Metabolism and cancer
About the project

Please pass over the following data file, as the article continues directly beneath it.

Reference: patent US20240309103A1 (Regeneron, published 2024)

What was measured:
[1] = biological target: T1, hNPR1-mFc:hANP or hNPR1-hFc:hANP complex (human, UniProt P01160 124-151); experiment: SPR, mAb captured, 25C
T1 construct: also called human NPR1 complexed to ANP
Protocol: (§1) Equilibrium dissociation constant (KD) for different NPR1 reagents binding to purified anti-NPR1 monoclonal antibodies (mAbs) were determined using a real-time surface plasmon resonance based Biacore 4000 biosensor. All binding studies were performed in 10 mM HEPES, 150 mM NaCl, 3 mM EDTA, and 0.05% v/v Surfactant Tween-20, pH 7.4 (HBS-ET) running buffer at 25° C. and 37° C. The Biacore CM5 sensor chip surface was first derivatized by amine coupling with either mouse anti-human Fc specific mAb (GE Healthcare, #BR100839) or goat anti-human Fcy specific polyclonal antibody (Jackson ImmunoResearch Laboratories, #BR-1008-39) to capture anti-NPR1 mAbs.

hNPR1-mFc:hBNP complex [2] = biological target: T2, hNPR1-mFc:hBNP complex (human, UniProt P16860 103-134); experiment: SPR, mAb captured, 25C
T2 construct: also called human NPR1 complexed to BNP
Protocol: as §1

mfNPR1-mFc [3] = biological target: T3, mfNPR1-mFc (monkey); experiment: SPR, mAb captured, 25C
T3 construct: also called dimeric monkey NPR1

Recent findings have shown that there are significant changes to the metabolic pathways in cancer cell which are related to their survival and progression. This is consistent with epidemiological data which indicate a link between metabolic disorders and cancer. A salient feature of metabolic defects is chronic inflammation which has recently been directly implicated in a number of cancer types, supporting the notion that metabolism and cancer are closely related. Since obesity is alarmingly increasing around the world and some cancer types are increasingly more common, this is an important area to focus on. We have initially become interested in this area since one of the genes identified in our laboratory several years ago, STAMP2, is not only involved in prostate cancer, but also acts in a novel manner to integrate inflammatory and metabolic responses and plays a key role in systemic metabolic homeostasis. The role of STAMP2 in growth and hormone responsiveness of the prostate cancer cells and in metabolism/inflammation place it at a unique juncture for integrating tumorigenesis and metabolism. We have thus started to explore STAMP2 function in both metabolic tissues, such as the adipocyte, liver, and macrophages, as well as in prostate cancer cells. We find that in all the metabolic tissues and in prostate cancer cells, STAMP2 affects some of the very basic metabolic pathways. Various lines of investigation are ongoing that aim to uncover the basic determinants of metabolic changes in cancer cells and how STAMP2, and possibly other STAMP members, may affect these events, using biochemical, molecular, cell biological, and genetic methodologies.